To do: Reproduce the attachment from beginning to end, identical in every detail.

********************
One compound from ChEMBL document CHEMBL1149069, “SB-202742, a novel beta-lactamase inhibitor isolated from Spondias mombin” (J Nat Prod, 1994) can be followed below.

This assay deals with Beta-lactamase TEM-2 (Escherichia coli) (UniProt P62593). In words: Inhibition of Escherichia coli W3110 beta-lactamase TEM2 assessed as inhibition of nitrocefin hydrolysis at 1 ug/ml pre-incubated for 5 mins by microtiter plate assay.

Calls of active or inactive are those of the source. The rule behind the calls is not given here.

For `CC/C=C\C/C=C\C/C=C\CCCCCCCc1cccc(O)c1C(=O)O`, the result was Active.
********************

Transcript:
One compound from ChEMBL document CHEMBL1149069, “SB-202742, a novel beta-lactamase inhibitor isolated from Spondias mombin” (J Nat Prod, 1994) can be followed below.

This assay deals with Beta-lactamase TEM-2 (Escherichia coli) (UniProt P62593). In words: Inhibition of Escherichia coli W3110 beta-lactamase TEM2 assessed as inhibition of nitrocefin hydrolysis at 1 ug/ml pre-incubated for 5 mins by microtiter plate assay.

Calls of active or inactive are those of the source. The rule behind the calls is not given here.

For `CC/C=C\C/C=C\C/C=C\CCCCCCCc1cccc(O)c1C(=O)O`, the result was Active.